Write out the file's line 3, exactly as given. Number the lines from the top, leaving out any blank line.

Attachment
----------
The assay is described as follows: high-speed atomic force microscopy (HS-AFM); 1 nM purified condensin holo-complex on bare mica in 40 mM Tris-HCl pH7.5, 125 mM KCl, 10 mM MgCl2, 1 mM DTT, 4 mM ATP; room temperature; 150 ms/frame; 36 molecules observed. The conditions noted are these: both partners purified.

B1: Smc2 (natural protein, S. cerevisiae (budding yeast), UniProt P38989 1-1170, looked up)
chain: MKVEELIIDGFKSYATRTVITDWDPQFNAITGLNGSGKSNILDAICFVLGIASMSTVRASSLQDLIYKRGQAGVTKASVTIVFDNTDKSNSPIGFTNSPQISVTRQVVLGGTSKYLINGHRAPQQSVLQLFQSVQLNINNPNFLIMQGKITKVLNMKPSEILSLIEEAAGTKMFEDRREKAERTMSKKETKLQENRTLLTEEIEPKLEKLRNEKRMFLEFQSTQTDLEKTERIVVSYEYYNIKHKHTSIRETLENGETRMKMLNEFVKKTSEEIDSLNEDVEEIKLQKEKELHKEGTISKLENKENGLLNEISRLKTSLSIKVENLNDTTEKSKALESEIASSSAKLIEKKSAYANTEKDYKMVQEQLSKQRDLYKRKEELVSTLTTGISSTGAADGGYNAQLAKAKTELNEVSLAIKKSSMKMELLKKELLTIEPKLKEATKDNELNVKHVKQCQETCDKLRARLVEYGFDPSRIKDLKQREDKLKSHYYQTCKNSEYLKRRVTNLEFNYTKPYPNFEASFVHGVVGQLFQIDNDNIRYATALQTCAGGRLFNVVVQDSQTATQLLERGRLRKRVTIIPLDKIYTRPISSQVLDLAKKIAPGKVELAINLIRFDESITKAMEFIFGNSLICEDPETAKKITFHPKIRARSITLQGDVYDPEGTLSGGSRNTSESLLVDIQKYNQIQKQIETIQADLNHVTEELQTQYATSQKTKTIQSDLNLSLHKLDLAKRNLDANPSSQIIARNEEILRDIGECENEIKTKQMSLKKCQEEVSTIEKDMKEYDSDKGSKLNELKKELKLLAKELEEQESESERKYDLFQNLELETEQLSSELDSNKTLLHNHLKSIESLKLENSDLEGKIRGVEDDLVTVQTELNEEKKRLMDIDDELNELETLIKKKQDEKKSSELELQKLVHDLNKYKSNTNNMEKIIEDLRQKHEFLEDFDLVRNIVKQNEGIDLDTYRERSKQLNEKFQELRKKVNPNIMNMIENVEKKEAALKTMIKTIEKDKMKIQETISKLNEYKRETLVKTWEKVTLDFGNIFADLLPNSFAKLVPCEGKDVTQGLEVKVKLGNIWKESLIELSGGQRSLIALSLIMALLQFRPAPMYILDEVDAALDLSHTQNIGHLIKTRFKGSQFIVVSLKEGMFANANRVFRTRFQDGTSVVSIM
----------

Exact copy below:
chain: MKVEELIIDGFKSYATRTVITDWDPQFNAITGLNGSGKSNILDAICFVLGIASMSTVRASSLQDLIYKRGQAGVTKASVTIVFDNTDKSNSPIGFTNSPQISVTRQVVLGGTSKYLINGHRAPQQSVLQLFQSVQLNINNPNFLIMQGKITKVLNMKPSEILSLIEEAAGTKMFEDRREKAERTMSKKETKLQENRTLLTEEIEPKLEKLRNEKRMFLEFQSTQTDLEKTERIVVSYEYYNIKHKHTSIRETLENGETRMKMLNEFVKKTSEEIDSLNEDVEEIKLQKEKELHKEGTISKLENKENGLLNEISRLKTSLSIKVENLNDTTEKSKALESEIASSSAKLIEKKSAYANTEKDYKMVQEQLSKQRDLYKRKEELVSTLTTGISSTGAADGGYNAQLAKAKTELNEVSLAIKKSSMKMELLKKELLTIEPKLKEATKDNELNVKHVKQCQETCDKLRARLVEYGFDPSRIKDLKQREDKLKSHYYQTCKNSEYLKRRVTNLEFNYTKPYPNFEASFVHGVVGQLFQIDNDNIRYATALQTCAGGRLFNVVVQDSQTATQLLERGRLRKRVTIIPLDKIYTRPISSQVLDLAKKIAPGKVELAINLIRFDESITKAMEFIFGNSLICEDPETAKKITFHPKIRARSITLQGDVYDPEGTLSGGSRNTSESLLVDIQKYNQIQKQIETIQADLNHVTEELQTQYATSQKTKTIQSDLNLSLHKLDLAKRNLDANPSSQIIARNEEILRDIGECENEIKTKQMSLKKCQEEVSTIEKDMKEYDSDKGSKLNELKKELKLLAKELEEQESESERKYDLFQNLELETEQLSSELDSNKTLLHNHLKSIESLKLENSDLEGKIRGVEDDLVTVQTELNEEKKRLMDIDDELNELETLIKKKQDEKKSSELELQKLVHDLNKYKSNTNNMEKIIEDLRQKHEFLEDFDLVRNIVKQNEGIDLDTYRERSKQLNEKFQELRKKVNPNIMNMIENVEKKEAALKTMIKTIEKDKMKIQETISKLNEYKRETLVKTWEKVTLDFGNIFADLLPNSFAKLVPCEGKDVTQGLEVKVKLGNIWKESLIELSGGQRSLIALSLIMALLQFRPAPMYILDEVDAALDLSHTQNIGHLIKTRFKGSQFIVVSLKEGMFANANRVFRTRFQDGTSVVSIM